Time flies when you’re President of RCPsych
16 February, 2018
Usually the months after Christmas drag for me but this year time has flown past.
We have been busy at the College with our submission of evidence to the Mental Health Act 1983 review which is now finished.
I have been testing out our ideas with various groups of members on my travels and am pleased to see that on the whole we have captured what the majority of Psychiatrists think.
This is only the first stage of the review, there will be lots more work to do so do get in touch if you want to contribute.
Highest ever applicants
As you know we had the highest number of applicants ever to core training this year.
We aren’t resting on our laurels but are already working hard for the future. On a bitterly cold day in January I attended the National PsychSoc conference in Brighton.
Over 130 keen medical students spent their weekend listening to speakers of a calibre that wouldn’t have been out of place at any International meeting, thanks to all who gave up their time for this.
The lowlight of the weekend was the journey home which involved a rail replacement bus, the only thing that would get me on one of these is the chance to speak to so many potential recruits.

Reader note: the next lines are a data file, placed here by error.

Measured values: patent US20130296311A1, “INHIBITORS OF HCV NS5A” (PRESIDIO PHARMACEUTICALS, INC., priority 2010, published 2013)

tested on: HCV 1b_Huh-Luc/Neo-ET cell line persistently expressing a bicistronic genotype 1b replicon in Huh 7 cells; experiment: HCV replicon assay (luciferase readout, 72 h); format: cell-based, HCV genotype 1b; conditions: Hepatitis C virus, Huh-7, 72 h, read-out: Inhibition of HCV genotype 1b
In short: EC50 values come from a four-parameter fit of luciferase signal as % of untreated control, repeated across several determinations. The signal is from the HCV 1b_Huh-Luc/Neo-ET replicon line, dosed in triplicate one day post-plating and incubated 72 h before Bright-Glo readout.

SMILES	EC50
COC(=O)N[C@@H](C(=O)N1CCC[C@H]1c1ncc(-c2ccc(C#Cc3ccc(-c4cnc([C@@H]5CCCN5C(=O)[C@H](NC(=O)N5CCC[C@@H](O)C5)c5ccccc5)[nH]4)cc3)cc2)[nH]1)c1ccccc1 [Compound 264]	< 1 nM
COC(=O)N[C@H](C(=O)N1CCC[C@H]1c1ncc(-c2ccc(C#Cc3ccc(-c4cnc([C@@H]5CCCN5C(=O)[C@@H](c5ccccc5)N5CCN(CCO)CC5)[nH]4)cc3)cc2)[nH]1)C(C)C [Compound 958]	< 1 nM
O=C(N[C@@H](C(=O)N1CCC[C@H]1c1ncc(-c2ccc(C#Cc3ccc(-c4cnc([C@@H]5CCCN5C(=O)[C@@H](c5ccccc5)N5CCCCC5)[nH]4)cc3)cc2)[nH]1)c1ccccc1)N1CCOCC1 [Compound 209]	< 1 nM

We also held an event for medical students in London where Stephen Fry talked eloquently of his own mental illness (I would just like to casually mention that he agreed to do this when we met at Buckingham Palace).
The students were enthralled. After the talk he spent time mixing with them, encouraging them to choose psychiatry and submitting to numerous selfies.
Recruitment is no good without retention, so this year we will be looking at how this can be improved. We are going to do this with NHS Improvement who have already started work.
I think I know what factors are driving people out of the workforce but if you have anything you want me to address please get in touch.
A piece of very good news involves the Mental Health Investment Standard (the MHIS).
Six months ago, I wouldn’t have known what this was but I’m now extremely excited by the fact that this year’s NHS Planning Guidance says that all CCGs must meet the MHIS.
The MHIS requires local areas to increase their spending on mental health services in line with their overall increase in budget allocation each year.
This means they have to invest in our services and will be audited on whether they do or not.
We have been instrumental in keeping the spotlight on mental health spending in every clinical commissioning group (CCG) and lobbying for stricter rules on how they invest in mental health services.
As a result of our efforts, we have stopped the MHIS from being scrapped.
It’s another step towards real parity of esteem for our patients.